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The Supreme Court denied the defendant hospital’s petition for a writ of mandamus challenging a trial court’s order requiring the hospital to produce information regarding its reimbursement rates from private insurers and public payers for the services provided to the plaintiff, holding that the trial court did not abuse its discretion in compelling production of the information. The plaintiff, who was uninsured, was treated by the hospital, which billed the plaintiff and filed a hospital lien for the cost of its services. The plaintiff sought a declaratory judgment that the hospital’s charges were unreasonable and its lien invalid to the extent it exceeded a reasonable and regular rate for services rendered. The plaintiff served requests for production and interrogatories on the hospital, including information about reimbursement rates from insurers and government payers. The hospital objected to the discovery requests, but the trial court ordered the hospital to produce the information. The hospital then filed a petition for a writ of mandamus, which the court of appeals denied. The Supreme Court affirmed, holding that the requested reimbursement rates were relevant to whether the hospital’s charges to the uninsured plaintiff were reasonable. View "In re North Cypress Medical Center Operating Co., Ltd." on Justia Law

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At issue in this mandamus proceeding was whether the proportionate-responsbility scheme in Chapter 33 of the Texas Civil Practice and Remedies Code applies to a civil-remedy action under the Texas Medical Fraud Prevention Act (TMFPA). The State sued Xerox Corporation and Xerox State HealthCare, LLC (collectively, Xerox), which administered the Texas Medicaid program, for a civil remedy under the TMFPA. Xerox sought to unite the TMFPA proceedings for purposes of shifting liability to the service providers sued by the State who had directly received disputed Medicaid payments. The trial court granted the State’s motion to strike Xerox’s third-party petition seeking contribution under Chapter 33, holding Chapter 33 inapplicable to the TMFPA action. The court also denied Xerox’s motion to designate responsible third parties under Chapter 33. The Supreme Court denied Xerox’s petition for writ of mandamus, holding that Chapter 33 does not apply to a TMFPA action because (1) the statutory remedy does not constitute “damages” subject to apportionment under Chapter 33; and (2) an irreconcilable conflict exists between the proportionate-responsibility statute and the TMFPA’s mitigation and fault-allocation scheme. View "In re Xerox Corp." on Justia Law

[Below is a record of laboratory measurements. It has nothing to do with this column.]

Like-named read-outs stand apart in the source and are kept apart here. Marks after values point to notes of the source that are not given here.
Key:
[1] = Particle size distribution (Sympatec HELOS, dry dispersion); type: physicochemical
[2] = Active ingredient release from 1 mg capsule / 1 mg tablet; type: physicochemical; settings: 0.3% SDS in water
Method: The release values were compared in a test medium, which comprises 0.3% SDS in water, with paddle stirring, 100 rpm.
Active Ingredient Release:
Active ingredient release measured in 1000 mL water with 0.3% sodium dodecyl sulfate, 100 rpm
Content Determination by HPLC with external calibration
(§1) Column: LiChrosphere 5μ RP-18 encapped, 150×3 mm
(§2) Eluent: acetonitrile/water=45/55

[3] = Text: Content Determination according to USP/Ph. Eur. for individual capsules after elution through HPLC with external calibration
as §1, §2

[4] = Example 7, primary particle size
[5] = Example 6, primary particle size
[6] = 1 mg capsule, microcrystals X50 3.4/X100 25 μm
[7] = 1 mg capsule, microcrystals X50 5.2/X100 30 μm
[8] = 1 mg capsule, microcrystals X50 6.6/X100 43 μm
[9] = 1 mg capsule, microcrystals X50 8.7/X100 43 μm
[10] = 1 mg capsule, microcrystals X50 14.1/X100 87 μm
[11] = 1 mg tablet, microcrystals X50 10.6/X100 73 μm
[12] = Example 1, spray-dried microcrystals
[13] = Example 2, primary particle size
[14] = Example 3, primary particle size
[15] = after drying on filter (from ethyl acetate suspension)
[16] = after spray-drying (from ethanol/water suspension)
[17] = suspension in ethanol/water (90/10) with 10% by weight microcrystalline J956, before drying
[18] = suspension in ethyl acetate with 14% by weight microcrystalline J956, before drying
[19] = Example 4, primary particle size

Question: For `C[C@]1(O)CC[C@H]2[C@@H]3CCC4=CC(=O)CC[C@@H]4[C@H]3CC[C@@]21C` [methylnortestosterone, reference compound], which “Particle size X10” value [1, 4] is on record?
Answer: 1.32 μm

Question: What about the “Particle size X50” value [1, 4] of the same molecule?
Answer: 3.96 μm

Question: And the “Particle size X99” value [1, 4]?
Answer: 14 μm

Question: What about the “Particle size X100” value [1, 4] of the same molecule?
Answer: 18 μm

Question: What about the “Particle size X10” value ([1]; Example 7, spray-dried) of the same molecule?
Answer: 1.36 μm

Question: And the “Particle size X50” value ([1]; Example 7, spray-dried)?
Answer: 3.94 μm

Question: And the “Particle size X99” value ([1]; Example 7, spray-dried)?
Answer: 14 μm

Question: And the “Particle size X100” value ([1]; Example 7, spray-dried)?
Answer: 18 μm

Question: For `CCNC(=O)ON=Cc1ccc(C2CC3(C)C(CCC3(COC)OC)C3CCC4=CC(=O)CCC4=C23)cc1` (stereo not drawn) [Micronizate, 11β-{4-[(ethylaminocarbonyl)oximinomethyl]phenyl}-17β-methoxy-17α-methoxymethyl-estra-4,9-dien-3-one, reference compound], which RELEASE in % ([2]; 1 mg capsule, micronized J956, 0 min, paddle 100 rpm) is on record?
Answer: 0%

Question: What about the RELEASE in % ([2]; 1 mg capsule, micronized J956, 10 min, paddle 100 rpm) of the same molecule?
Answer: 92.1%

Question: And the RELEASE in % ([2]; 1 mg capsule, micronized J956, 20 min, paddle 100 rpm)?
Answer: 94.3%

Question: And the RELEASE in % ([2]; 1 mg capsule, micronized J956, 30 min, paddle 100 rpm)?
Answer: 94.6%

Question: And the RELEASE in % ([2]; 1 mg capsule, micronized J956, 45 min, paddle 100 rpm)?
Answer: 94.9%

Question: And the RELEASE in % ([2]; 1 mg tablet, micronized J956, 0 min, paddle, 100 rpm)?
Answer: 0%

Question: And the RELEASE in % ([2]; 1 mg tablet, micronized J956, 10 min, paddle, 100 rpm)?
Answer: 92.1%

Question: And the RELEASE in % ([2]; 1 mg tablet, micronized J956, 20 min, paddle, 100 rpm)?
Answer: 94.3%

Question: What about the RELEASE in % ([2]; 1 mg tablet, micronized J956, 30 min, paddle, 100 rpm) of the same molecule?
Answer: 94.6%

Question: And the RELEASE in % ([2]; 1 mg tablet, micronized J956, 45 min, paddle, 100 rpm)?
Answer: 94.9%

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In this interlocutory appeal, the Supreme Court held that sovereign immunity barred the counterclaims filed by Defendants against the State and that it lacked interlocutory jurisdiction to address the trial court’s dismissal of the Defendants’ third-party claims. The State brought this enforcement action under the Texas Medicaid Fraud Prevention Act, alleging that Defendants - several dentists and their professional associations and employees - fraudulently obtained Medicaid payments for providing dental and orthodontic treatments to children. Defendants asserted counterclaims and third-party claims alleging that the State and its contractor mismanaged the payment-approval process and misled Defendants regarding the requirements imposed by the Texas Medical Program. The trial court granted the State’s plea to the jurisdiction against the counterclaims and motion to dismiss the third-party claims. Defendants filed this interlocutory appeal. The court of appeals affirmed the trial court’s order dismissing Defendants’ counterclaims and concluded that it lacked jurisdiction over the order dismissing the third-party claims. The Supreme Court affirmed, holding (1) sovereign immunity barred the counterclaims, and (2) this Court lacked interlocutory jurisdiction to address the order dismissing the third-party claims. View "Nazari v. State" on Justia Law

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At issue was a trial court order requiring Defendant-hospital to produce information regarding its reimbursement rates from private insurers and public payers for the services it provided to Plaintiff. Plaintiff sought a declaratory judgment that Defendant’s charges were unreasonable and its hospital lien for the amount of its services was invalid to the extent it exceeded a reasonable and regular rate for services rendered. During discovery, the trial court ordered Defendant to produce information regarding the reimbursement rates at issue. Defendant filed a petition for writ of mandamus arguing that the trial court abused its discretion in ordering production of the information because the reimbursement rates were irrelevant to whether its charges to Plaintiff, who was uninsured, were reasonable. The Supreme Court denied the writ, holding that the amounts Defendant accepted as payment for services from other patients, including those covered by private insurance and government benefits, were relevant to whether the charges to Plaintiff were reasonable and were thus discoverable. View "In re North Cypress Medical Center Operating Co." on Justia Law